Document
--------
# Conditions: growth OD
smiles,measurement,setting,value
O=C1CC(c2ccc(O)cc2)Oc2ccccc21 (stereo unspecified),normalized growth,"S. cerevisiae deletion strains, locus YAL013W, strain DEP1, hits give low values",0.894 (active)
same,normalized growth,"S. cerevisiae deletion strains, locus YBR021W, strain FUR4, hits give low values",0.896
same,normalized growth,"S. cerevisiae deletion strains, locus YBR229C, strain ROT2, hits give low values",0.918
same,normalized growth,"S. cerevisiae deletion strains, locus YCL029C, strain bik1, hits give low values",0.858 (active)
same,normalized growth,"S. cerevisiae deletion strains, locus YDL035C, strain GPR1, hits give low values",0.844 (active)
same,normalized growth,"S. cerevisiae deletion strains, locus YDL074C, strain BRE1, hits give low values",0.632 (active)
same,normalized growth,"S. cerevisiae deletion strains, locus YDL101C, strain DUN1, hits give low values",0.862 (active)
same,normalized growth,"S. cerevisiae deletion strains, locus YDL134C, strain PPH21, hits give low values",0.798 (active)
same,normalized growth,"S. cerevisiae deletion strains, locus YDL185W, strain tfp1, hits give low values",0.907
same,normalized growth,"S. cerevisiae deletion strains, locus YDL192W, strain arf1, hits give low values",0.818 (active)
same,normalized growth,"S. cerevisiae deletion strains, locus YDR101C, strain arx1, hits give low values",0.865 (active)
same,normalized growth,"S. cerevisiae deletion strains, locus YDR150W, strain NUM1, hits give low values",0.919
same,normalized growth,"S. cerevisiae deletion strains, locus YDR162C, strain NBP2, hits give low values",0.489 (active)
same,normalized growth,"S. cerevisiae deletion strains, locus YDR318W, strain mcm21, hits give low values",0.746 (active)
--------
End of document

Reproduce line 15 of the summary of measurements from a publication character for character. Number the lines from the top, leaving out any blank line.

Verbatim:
same,normalized growth,"S. cerevisiae deletion strains, locus YDR162C, strain NBP2, hits give low values",0.489 (active)